Home' Air Force News : August 1st 2013 Contents 4
August 1, 2013
MORE than 28,000 ADF and US
Navy, Air Force and Army personnel
are taking to the sea, land and sky in
northern Australia as part of Exercise
Talisman Saber 2013 (TS13), which
runs until August 6. Nearly 300
Australian airmen and women are
involved in the fifth iteration of the
The biennial training activity is
jointly sponsored by the ADF Joint
Operations Command and the US
Pacific Command. It has been train-
ing the US 7th Fleet and Australian
Deployable Joint Headquarters per-
sonnel as a designated Combined
Task Force in a mid-intensity, con-
flict scenario. The personnel are tak-
ing part in simulated humanitarian
assistance and disaster relief opera-
Australian TS13 spokesman
BRIG Bob Brown said the training
activity involved US and Australian
forces mobilising to react to a fic-
"The scenario is a peace enforce-
ment mission that sets the conditions
for the task force to hand over to a
United Nations peacekeeping force,"
BRIG Brown said.
"The forces are operating in
military training areas in central and
south-east Queensland, the Northern
Territory and the Coral, Timor
and Arafura seas. Shoalwater Bay
Training Area will be used predomi-
nantly, with a large staging area at
Defence Base Rockhampton."
TS13 kicked off with a ceremony
and open day at the Rockhampton
Show Grounds on July 14 and
Rockhampton Mayor Margaret
Strelow gave a warm welcome to the
"Please enjoy the hospitality of
our city," Ms Strelow said. "Make
yourselves at home as old friends
should, and from the generation that
gets to enjoy the peace that was won
in those tumultuous and dark days,
we thank you for a friendship that
has proven its mettle."
US and Australian personnel
answered questions from local resi-
dents about military life and the use
of military assets displayed at the
show grounds that were used in the
field portion of the exercise.
Already in its fifth iteration,
TS13 aims to improve ADF and US
combat readiness and interoperabil-
ity, according to American Consul
General to Sydney Neils Marquardt.
"This exercise is the largest exer-
cise that the United States does with
any single nation anywhere on earth,"
"We do it in Australia. This is
an enormously important exercise,
very much reflecting the friendship
between our two countries."
BRIG Brown said through-
out TS13, the US and ADF aim to
enhance multilateral collaboration in
support of future combined opera-
tions, humanitarian emergencies and
natural disaster response to show both
countries' dedication to maintaining
regional security, peace and stability.
"Talisman Saber is a unique and
invaluable opportunity to exercise
combined and joint Defence capabil-
ity between Australia and the US,"
The Department of Foreign
Affairs and Trade, AusAID,
Australian Federal Police and the
Australian Civil-Military Centre are
also involved in the exercise.
Additional reporting by US
Airman 1st Class Marianique Santos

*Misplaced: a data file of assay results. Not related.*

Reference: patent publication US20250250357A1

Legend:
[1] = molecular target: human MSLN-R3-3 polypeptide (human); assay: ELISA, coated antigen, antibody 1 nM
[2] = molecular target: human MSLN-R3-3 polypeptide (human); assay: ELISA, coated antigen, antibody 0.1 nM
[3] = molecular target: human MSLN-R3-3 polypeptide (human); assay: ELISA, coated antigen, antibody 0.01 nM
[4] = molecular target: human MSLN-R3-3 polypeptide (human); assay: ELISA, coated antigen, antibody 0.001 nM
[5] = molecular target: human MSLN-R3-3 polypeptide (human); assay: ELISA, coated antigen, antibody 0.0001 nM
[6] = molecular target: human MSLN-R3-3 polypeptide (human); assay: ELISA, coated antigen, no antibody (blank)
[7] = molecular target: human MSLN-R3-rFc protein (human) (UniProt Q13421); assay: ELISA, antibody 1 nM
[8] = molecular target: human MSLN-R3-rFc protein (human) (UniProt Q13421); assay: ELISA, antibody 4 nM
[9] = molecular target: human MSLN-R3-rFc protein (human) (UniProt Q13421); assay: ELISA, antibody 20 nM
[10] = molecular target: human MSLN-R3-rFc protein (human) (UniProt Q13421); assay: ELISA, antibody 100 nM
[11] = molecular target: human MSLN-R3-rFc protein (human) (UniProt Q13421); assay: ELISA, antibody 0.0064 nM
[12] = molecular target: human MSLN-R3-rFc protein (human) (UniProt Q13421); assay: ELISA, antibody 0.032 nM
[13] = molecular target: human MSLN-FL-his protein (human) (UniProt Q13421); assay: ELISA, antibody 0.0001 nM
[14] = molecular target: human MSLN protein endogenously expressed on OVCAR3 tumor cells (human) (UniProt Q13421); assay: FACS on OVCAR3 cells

ALL HANDS ON DECK
US CPL James Gulliver
Military working dogs take
the security teams' training to
the next level during Talisman
The dogs play an essential
role in airport security, provid-
ing the security teams the edge
they need to keep any threat
at bay, according to SECFOR
3 detachment commander
FLGOFF John Higgins.
"The working dogs' tasks
involve intruder detection,
scent trailing, and attack work,"
These dogs, particularly at
night, are able to detect anyone
coming on or off the airfield
far faster than we are able to
SECFOR 2 dog handler
LAC Lloyd Burbage said the
dogs can pick up an intruder's
scent from more than 229
metres away, making them vital
during night-time patrols.
"The dogs can also track
someone up to 3219m away,
making it hard for trespassers
to escape undetected," he said.
SECFOR 2 personnel are
assigned to force protection
duties at Rockhampton Airport
for the duration of TS13.
Throughout the exercise
the security forces will monitor
incoming traffic, preventing any
breaches of security.
Some members of SEC-
FOR 2 personnel have had the
opportunity to work with dog
handling teams serving with
the US military, providing valu-
able information to enhance
their job performance.
"We have learned a lot from
the Americans, such as differ-
ent dog training techniques,
how to use different equipment
and security techniques that
will be vital in our future opera-
tions," FLGOFF Higgins said.
LAC Burbage said dur-
ing their free time, the dog
handlers got to know their dogs
and develop a better connec-
tion with them.
"We really have to spend a
lot of time with our dogs," he
"The better relationship we
have with them now, the more
we will be able to control them
in a real-life situation."
While the presence of the
working dogs plays a vital role
in security, their importance
is also beyond a combat role,
FLGOFF Higgins said.
"They really have a posi-
tive effect on morale; all our
airmen love being around
the dogs and interacting with
them," he said.
KEEPING TROOPS SAFE ON EXERCISE
GET HIM BOY: SECFOR 2 Dog handler CPL Douglas Marc guides his dog Ajax to assault SGT
Rod Griffin during an attack drill at Rockhampton Airport.
Photo: US CPL James Gulliver
EN ROUTE: US
Marine Corps person-
nel deployed to Darwin
board a 36SQN C-17
for Talisman Saber.
Five C-17s have trav-
elled from Joint Base
in Anchorage Alaska to
deliver more than 400
soldiers to the exercise.
Photo: LS Jo Dilorenzo
the post-in documen-
tation on board USS
Blue Ridge at Fleet
Base East, Sydney,
before sailing for
Saber 2013. Left,
FLTLT Chris Loads-
man maintains air
traffic at RAAF Base
Photos: AB Chantell Bianchi
and LAC Dan Pinhorn
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